Act two of the drama opens with, "When he came to Jerusalem . . . " (v. 26). Jerusalem! Saul owned Jerusalem. He went to graduate school in that great town. I mean, the man knew that old city like the back of his hand.
Act two of the drama opens with, "When he came to Jerusalem . . . " (v. 26). Jerusalem! Saul owned Jerusalem. He went to graduate school in that great town. I mean, the man knew that old city like the back of his hand—every alleyway, every narrow passage, every escape route. He knew virtually everyone of any significance. What a venue to restart his public ministry. "Get the microphones. Turn the lights up bright. Pharisee-turned-evangelist now appearing at the central Jerusalem auditorium. Come and hear! Come listen to this man preach!" Forget it. It was nothing like that.
Instead, we read this: "He was trying to associate with the disciples; but they were all afraid of him, not believing that he was a disciple" (v. 26). Rejected again, only this time by those he most wanted to meet. Fear stood between them and the zealous, gifted preacher.
That's understandable; who wouldn't be afraid of him? He killed their fellow Christians, some of whom may have been relatives. They thought Saul was a spy—part of an elaborate hoax designed to trap them and drag them to trial. "Saul? No way. Don't let him in our ranks!"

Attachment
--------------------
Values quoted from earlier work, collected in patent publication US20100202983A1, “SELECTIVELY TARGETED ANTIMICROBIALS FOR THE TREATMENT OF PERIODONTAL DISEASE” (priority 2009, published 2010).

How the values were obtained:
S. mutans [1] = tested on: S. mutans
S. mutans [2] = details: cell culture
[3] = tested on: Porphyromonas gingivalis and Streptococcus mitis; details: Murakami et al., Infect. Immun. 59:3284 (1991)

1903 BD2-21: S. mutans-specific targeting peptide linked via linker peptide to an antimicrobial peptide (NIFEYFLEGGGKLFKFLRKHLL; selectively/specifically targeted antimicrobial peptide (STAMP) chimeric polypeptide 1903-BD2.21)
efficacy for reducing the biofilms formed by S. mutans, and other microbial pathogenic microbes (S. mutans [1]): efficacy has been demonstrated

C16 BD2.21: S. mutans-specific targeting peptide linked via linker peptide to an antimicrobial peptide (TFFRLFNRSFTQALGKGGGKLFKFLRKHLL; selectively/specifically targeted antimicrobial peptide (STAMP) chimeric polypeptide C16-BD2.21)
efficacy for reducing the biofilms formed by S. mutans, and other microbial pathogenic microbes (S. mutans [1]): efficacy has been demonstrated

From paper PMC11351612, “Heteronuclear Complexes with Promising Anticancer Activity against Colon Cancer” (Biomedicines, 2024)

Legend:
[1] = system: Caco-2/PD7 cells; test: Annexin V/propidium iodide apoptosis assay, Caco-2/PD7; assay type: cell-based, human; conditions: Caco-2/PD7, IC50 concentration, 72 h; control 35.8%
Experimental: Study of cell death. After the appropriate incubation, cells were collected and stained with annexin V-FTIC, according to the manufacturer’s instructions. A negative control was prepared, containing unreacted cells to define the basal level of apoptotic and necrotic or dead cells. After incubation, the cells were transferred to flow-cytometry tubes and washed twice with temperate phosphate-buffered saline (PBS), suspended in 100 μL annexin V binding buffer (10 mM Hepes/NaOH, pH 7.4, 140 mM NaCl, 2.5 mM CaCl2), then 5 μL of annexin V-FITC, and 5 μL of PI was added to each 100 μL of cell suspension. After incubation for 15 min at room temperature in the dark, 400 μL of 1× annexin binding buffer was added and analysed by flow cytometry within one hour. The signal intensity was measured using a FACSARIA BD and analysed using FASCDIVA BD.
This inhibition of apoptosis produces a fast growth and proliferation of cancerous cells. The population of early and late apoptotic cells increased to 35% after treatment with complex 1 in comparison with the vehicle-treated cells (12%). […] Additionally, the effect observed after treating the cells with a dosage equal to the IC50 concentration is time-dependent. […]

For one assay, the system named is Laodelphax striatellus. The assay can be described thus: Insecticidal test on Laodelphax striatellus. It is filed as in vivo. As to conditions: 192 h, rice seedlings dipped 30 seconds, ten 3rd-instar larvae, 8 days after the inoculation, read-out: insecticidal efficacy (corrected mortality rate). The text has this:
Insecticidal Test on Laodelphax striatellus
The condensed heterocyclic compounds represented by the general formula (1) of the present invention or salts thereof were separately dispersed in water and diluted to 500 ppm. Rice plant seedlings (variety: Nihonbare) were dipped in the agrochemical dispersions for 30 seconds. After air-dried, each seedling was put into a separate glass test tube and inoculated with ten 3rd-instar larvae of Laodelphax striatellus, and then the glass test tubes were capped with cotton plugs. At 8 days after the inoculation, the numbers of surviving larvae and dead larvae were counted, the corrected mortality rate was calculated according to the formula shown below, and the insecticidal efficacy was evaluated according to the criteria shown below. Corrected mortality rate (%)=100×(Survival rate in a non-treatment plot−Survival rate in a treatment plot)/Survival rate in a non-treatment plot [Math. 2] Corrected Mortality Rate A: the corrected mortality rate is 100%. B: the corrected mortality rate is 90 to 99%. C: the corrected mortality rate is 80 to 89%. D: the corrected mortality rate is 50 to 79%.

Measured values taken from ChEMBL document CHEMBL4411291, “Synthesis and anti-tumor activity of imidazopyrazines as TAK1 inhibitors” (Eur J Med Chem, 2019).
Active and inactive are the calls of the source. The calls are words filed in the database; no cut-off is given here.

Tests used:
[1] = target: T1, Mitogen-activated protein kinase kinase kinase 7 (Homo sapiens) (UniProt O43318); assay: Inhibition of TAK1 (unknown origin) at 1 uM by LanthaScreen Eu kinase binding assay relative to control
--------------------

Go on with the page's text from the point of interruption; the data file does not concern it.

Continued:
Ever felt the sting of that kind of rejection? Have you ever had such a bad track record that people didn't want to associate with you or welcome you into their fellowship? (Or welcome you back?) It happens all the time. People are rejected because of their pasts. The load of baggage they drag behind them as they enter the Christian life keeps them from enjoying what should be instant acceptance. The rejection at times is unbearable. You may say, "Yes. I've been there. And I'm trying to forget those memories, thank you very much." No, don't forget those times. Those painful memories are part of God's gracious plan to break your strong spirit of independence. They've become an essential segment of your story—your testimony of God's grace.
Thankfully, in the midst of those times, God faithfully provides lesser-known individuals who come alongside and say, "Hey, I'm on your team. Let me walk through this with you." That's exactly what happened to Saul in Jerusalem. Someone stepped up, voluntarily. He didn't have to, he wanted to. His name . . . Barnabas, the encourager.